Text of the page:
― Jhumpa Lahiri, Unaccustomed Earth


** I have a created a new Category on my blog: “Tailpiece”. Time to time I am going to add favorite poems, quotes and lines from known and unknown books here.



Author: Archita

Musings about life and photography.

9 thoughts on “From Unaccustomed Earth”

  1. “The Namesake” still touches my heart 🙂 I wonder what Lahiri would have felt if she had read your post but nevertheless i know she would have been really proud of you 🙂

  2. I am also a huge fan of Jhumpa Lahiri and read Unaccustomed Earth, second time this year. Brilliant book and love the sensitive portrayals of Desi characters in US, how they adopted their new home:)

  3. I know the extra-ordinary poignancy the quote carries. I’m happy to read that you have a friend with you during this life event. Jhumpa Lahiri is an author who makes every word precious. I liked that part from her fiction so much because of the wonderful imagery she created. I can tell you, there’s a story in the book that makes me fall in love with life again and again, it is about mother-daughter and father-daughter relationship during a loss. There’s not a single thing that I can relate to in that story, but still every word makes so much sense. Some authors are like magicians.

    I’m there for friends, family and even for non-friends and non-family, I make en effort. I know the world is not so nice when someone feels alone due to a life altering event. I have a short but first hand experience on that. Thank you for sharing your story and also the suggestion. Take care, Patrick.

  4. I adore English Literature from the subcontinent. Recently I read a book that’s so inspiring that all other self-help and motivational books can retire. But still we do not hear much about them, right. Rest of the world, perhaps, still thinks Indian stories are all about camels, bullock carts, elephants and snake charmer and slum-dog stories, I am sure very soon that cliche will disappear.:) Lahiri is an Indian American author. She was not born in India.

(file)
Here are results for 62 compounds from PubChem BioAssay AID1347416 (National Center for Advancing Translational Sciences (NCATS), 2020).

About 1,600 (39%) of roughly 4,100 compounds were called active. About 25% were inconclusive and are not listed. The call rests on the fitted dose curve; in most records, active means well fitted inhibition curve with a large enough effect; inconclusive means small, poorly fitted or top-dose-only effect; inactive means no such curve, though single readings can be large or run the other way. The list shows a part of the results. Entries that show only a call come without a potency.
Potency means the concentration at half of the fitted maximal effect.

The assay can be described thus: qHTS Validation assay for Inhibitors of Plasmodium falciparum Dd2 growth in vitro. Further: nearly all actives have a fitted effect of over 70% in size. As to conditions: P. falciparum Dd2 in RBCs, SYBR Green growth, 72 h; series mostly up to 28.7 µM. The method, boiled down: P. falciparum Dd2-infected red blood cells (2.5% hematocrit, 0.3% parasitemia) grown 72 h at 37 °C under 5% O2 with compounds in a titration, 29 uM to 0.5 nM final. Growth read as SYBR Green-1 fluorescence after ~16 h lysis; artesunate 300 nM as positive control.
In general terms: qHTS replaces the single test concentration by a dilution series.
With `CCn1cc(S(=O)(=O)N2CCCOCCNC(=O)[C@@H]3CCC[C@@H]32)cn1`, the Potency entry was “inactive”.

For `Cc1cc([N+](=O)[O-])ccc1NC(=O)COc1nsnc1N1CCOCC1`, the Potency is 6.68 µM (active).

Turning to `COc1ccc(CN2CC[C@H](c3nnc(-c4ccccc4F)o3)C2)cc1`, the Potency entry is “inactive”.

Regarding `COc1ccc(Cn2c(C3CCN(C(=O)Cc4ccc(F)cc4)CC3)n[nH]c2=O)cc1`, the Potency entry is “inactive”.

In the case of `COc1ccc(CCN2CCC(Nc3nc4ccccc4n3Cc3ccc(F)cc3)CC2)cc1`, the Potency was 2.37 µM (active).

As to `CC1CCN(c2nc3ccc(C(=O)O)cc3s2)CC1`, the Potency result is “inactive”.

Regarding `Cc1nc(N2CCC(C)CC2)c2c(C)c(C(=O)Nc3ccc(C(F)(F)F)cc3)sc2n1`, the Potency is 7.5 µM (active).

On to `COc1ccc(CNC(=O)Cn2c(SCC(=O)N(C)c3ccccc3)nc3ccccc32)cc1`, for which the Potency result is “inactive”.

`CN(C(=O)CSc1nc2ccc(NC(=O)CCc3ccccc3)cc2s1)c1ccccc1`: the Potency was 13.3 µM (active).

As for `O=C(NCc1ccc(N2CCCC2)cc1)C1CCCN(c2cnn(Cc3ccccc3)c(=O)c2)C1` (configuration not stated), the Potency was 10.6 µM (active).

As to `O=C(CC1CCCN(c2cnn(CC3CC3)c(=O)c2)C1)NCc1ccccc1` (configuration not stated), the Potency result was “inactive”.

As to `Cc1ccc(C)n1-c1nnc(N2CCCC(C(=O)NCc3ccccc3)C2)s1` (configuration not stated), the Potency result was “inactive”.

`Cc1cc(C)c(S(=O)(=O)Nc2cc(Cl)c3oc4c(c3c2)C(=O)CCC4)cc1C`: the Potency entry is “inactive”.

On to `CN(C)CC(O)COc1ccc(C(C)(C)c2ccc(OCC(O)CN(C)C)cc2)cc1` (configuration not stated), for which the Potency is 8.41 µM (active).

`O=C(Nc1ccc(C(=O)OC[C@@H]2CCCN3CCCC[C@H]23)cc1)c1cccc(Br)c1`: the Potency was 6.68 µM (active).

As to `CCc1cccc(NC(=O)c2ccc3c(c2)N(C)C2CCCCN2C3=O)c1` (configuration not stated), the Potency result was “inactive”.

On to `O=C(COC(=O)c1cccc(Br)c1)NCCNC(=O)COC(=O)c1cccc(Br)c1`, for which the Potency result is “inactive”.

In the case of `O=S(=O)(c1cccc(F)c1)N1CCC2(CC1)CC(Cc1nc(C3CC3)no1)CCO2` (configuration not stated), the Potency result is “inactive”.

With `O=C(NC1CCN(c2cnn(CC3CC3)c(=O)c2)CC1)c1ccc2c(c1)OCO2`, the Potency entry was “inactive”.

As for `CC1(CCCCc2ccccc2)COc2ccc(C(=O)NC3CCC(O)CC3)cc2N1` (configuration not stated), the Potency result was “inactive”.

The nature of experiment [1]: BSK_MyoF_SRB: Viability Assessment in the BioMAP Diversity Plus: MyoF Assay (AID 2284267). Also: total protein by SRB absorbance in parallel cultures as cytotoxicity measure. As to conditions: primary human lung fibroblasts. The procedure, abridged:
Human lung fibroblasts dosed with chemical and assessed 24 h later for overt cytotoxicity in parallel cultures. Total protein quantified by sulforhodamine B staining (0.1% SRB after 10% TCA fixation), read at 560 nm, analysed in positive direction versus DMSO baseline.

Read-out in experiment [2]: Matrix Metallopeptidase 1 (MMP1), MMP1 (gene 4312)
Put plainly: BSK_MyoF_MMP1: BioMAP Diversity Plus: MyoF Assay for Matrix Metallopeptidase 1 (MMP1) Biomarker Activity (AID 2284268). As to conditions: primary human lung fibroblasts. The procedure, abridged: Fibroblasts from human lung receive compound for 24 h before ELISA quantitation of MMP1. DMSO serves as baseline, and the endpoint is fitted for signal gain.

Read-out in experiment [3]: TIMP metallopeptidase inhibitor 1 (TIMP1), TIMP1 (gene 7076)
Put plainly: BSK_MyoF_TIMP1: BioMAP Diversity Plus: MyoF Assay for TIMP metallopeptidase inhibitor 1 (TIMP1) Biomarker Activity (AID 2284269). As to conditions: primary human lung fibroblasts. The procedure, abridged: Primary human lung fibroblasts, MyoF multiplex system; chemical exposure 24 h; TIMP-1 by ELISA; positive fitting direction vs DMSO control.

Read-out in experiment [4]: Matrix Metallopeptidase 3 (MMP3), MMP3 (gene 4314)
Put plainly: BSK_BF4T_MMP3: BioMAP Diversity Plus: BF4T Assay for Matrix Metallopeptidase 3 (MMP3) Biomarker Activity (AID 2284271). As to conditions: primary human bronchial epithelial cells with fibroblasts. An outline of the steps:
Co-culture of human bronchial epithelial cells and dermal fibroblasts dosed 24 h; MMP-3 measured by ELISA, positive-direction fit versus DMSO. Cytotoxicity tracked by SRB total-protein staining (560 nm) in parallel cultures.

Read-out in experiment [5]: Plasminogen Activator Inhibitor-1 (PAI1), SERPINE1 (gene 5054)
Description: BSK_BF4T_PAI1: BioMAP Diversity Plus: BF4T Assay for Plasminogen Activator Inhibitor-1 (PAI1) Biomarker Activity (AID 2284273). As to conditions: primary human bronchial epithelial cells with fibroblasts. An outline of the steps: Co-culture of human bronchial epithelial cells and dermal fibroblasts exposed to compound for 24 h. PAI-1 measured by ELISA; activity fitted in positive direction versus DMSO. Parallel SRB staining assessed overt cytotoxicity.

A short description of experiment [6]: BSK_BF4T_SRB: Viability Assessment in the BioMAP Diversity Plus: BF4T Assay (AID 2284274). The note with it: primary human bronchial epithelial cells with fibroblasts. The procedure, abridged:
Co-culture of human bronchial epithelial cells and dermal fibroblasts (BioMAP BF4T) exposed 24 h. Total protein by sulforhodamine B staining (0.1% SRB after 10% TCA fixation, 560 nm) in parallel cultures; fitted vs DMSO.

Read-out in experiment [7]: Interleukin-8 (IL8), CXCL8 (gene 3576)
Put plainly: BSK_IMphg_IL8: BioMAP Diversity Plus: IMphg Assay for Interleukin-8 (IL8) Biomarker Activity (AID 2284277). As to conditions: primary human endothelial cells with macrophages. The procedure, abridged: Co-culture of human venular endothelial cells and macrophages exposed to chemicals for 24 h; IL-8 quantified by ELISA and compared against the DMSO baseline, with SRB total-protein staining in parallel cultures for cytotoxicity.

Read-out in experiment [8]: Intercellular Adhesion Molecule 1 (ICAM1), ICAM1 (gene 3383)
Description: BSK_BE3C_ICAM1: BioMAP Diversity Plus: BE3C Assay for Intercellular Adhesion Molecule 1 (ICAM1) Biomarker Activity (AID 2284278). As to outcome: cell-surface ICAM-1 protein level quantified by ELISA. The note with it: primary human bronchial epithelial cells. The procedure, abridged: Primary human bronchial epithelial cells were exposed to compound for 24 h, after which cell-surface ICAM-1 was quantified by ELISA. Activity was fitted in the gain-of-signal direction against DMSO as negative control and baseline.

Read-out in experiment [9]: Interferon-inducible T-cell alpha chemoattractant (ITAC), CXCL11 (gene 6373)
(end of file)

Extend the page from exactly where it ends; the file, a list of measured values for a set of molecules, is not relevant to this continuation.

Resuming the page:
If you don’t mind can I ask you who are your favorite authors from Pakistan?

  5. Tailpiece idea is brilliant. I love reading Pakistani and Indian authora because they describe things from our cultural perspective. And books are always more magical when you can relate to
    them right:)? I think I’ll get my hands on some Lahiri books.

  6. “Wasn’t it terrible that after all the work one put into finding a person to spend one’s life with, after making a family with that person, even in spite of missing that person…that solitude was what one relished the most, the only thing that, even in fleeting, diminished doses, kept one sane?”

    I found this quote very interesting on different levels. The key word for me was “missing”. The two most stressful events any person can experience in life are death of a spouse or a dissolution of a marriage (one has closure and one is very difficult). Both are given the same number on the stress scale. I’m making an assumption that in the context of this quote, neither has happened. Being an introvert, I can see how solitude would keep one sane. In the case of the most stressful event in a person’s life, solitude does not help. I know this from first hand experience. Fortunately for me a friend, who is also in the same boat, reached out to me. So if you have a friend who has gone into solitude due to a life altering event, reach out to them and just listen. It can make a huge difference.